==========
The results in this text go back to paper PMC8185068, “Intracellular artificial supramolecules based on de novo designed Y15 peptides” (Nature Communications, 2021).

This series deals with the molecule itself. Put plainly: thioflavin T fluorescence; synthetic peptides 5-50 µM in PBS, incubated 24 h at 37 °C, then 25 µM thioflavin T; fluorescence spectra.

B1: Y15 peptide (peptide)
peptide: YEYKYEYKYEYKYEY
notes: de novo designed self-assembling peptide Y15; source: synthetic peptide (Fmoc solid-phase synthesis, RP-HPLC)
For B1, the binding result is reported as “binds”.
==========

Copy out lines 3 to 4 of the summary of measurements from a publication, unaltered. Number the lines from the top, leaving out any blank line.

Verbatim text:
B1: Y15 peptide (peptide)
peptide: YEYKYEYKYEYKYEY